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Student talent show raises funds for human rights organisation

Tameka Chung, Siobhan O'Connor and Bridget Oyedeji at the Salesians Secondary School talent competition in aid of Amnesty International. Picture: Adrian Butler

Tameka Chung, Siobhan O'Connor and Bridget Oyedeji at the Salesians Secondary School talent competition in aid of Amnesty International. Picture: Adrian Butler

  • by Sadhbh Picilaidis
 

The first Amnesty International Talent Show at Salesian Secondary School, Fernbank in Limerick took place last week with the aim of raising both awareness and funds.

Special guest, the Mayor of Limerick, Cllr Gerry McLoughlin, was impressed by the talent on the day and described the show as “spellbinding”.

He enthused: “It was fantastic, so much enthusiasm and to listen to the girls you’d imagine they were all professional. They were just unbelievable.”

The atmosphere at the talent show was electric with the students in the crowd providing great encouragement for all the contestants throughout the show.

The winner on the day was Sinead McNamara, aged 17. Sinead wowed the crowd and the judges with her flawless rendition of Cosmic Love by Florence and the Machine.

Another standout talent was first runner up Leah Melling, who at the tender age of only 14 is already writing and singing her own material. She performed her original song Saviour.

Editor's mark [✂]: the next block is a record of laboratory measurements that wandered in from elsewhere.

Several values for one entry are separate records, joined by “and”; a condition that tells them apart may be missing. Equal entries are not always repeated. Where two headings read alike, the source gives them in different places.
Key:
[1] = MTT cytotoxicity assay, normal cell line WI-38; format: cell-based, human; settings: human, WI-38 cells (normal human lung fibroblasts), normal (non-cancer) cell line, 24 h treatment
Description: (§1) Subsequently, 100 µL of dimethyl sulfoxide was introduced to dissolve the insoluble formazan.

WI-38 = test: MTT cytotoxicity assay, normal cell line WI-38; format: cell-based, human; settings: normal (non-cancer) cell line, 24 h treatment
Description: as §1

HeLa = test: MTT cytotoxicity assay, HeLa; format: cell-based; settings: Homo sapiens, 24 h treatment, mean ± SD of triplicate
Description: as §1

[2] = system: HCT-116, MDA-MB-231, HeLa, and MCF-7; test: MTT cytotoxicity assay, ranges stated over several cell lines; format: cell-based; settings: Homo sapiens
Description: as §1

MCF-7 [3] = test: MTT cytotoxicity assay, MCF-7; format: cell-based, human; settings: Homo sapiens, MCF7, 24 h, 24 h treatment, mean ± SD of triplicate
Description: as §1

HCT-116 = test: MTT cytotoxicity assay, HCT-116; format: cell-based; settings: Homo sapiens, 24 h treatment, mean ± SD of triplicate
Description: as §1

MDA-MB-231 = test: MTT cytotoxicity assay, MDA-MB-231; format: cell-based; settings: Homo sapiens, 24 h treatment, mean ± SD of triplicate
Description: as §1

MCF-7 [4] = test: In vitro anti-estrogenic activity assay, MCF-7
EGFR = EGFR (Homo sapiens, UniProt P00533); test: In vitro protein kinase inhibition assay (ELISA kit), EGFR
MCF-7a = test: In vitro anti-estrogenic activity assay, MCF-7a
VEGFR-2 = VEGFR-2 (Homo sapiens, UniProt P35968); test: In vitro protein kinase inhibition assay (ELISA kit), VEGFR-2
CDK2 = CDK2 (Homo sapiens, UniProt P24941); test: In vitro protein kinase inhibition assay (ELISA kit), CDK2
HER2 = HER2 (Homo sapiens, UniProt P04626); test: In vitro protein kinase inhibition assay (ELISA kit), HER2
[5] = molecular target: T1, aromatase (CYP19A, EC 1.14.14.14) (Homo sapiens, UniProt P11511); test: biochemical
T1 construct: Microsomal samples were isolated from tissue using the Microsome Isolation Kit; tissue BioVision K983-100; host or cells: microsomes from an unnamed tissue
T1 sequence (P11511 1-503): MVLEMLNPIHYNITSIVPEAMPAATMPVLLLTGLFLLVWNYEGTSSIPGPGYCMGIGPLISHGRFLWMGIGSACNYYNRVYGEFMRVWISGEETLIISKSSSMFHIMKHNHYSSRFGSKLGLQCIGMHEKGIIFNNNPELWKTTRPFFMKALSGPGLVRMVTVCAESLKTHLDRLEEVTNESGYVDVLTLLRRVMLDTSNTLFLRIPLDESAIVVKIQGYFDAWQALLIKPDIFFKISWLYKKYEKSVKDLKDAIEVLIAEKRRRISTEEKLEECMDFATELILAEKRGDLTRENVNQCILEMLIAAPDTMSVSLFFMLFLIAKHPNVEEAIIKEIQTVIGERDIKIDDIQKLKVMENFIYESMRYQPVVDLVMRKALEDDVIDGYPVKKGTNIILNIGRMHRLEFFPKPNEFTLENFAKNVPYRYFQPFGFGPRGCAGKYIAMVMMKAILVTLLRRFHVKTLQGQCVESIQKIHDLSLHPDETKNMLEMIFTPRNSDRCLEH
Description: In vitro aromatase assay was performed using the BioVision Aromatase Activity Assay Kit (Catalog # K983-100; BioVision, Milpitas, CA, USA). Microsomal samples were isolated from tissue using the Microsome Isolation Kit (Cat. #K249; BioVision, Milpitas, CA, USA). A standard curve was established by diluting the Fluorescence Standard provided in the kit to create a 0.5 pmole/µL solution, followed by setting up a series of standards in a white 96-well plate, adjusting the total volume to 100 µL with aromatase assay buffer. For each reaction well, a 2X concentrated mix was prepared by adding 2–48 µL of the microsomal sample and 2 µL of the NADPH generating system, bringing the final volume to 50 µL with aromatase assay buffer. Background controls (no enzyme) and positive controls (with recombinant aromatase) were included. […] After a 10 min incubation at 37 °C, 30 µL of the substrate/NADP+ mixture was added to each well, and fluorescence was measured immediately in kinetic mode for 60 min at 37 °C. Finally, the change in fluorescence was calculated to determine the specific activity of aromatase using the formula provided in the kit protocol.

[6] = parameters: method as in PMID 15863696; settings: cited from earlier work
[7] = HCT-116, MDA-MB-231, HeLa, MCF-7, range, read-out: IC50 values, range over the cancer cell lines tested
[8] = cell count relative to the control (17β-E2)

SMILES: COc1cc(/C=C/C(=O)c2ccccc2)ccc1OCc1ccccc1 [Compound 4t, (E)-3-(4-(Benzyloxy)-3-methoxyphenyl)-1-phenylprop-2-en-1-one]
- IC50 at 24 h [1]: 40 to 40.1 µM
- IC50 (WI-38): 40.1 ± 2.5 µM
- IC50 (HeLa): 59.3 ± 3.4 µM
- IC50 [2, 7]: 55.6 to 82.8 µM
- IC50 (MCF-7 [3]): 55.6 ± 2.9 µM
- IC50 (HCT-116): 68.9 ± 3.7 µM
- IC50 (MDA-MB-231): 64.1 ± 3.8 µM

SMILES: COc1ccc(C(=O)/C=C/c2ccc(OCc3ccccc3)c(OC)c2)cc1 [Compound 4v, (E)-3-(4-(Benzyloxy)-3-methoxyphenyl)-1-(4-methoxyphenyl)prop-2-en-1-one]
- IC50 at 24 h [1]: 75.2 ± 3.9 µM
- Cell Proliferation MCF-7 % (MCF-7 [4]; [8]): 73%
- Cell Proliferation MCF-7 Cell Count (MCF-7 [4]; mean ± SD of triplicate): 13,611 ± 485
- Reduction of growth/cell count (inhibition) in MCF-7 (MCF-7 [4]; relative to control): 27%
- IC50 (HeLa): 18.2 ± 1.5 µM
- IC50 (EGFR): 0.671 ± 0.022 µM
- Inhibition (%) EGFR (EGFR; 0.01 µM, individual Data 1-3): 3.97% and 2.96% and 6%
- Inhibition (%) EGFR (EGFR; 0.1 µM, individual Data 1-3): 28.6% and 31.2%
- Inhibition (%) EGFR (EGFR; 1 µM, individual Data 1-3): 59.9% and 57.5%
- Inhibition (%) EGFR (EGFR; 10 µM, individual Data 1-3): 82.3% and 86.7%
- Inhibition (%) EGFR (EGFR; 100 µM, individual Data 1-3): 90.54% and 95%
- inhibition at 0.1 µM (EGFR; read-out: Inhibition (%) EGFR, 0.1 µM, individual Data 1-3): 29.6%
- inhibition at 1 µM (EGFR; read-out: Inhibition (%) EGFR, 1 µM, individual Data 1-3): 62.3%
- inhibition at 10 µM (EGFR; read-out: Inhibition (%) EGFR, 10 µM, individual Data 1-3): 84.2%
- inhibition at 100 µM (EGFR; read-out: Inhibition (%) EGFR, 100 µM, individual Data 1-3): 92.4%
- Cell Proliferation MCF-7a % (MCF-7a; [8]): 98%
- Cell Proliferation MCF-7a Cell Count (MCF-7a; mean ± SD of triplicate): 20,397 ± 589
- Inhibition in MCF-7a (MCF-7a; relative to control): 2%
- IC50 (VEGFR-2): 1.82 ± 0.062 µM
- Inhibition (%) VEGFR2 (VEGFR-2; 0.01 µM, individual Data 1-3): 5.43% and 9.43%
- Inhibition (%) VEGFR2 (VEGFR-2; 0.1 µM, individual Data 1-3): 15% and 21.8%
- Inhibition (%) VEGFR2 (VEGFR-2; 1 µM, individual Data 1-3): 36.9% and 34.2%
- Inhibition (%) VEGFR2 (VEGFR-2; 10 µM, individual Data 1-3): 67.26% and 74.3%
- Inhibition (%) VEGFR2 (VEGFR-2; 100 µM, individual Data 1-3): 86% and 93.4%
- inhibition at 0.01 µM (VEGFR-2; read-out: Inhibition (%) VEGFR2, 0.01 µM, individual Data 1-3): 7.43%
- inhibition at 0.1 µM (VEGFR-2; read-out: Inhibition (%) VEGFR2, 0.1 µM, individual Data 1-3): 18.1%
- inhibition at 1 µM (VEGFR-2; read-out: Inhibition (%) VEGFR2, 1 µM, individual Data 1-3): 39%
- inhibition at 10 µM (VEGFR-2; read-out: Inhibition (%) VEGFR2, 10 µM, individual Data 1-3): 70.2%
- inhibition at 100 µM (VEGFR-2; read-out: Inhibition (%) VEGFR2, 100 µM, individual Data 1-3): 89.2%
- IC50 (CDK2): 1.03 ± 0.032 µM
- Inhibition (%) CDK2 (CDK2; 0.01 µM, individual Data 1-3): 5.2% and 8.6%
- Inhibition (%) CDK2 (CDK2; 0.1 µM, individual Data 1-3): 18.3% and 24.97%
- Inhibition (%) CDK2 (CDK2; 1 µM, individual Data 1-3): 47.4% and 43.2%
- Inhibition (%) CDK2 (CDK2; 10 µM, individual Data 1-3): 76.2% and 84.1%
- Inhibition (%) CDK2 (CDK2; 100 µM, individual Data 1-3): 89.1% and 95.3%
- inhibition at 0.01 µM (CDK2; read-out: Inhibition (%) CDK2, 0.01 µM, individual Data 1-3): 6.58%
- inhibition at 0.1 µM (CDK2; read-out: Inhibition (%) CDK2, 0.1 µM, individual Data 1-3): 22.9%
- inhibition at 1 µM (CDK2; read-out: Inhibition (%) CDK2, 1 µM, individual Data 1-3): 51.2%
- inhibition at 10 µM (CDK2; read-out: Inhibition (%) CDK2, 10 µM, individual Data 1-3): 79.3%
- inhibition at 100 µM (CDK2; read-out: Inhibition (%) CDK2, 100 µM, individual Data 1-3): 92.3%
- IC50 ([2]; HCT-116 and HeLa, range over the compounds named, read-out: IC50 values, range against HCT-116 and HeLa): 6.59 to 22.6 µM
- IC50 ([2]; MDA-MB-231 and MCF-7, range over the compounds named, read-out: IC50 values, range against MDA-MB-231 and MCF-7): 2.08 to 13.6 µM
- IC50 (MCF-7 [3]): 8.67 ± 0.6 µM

MC was SPIN South West radio personality Nessa Harney, with guest judges including The Voice of Ireland star Gari Deegan and SPIN South West presenter Ed Roche.

The members of Amnesty International, students and staff put in huge effort over the last three months to organise and plan the talent show.

Teacher Siobhan Conway said: “It makes them realise that there are other things in life besides academics and I think that’s important because not every student is brilliant academically. Students had an opportunity to show their strengths.”

Student Secretary of Amnesty International Salesians, Haley Ryan Blake, stressed that Amnesty International is very active in Salesians.

She said: “I’m very glad to be a member of Amnesty International in this school. I hope that what I have said today makes everyone understand why we put so much time and effort into this organisation.”

School Principal Sr Bridget O’Connell said: “We are showcasing our talent but at the same time the message underneath it is that we are reaching out to other people.

“We were delighted this afternoon that Sr Teresa Carroll, who initiated the group in the late 70s or early 80s, was here this afternoon to celebrate that the commitment to Amnesty is still alive and well in the school.”

 

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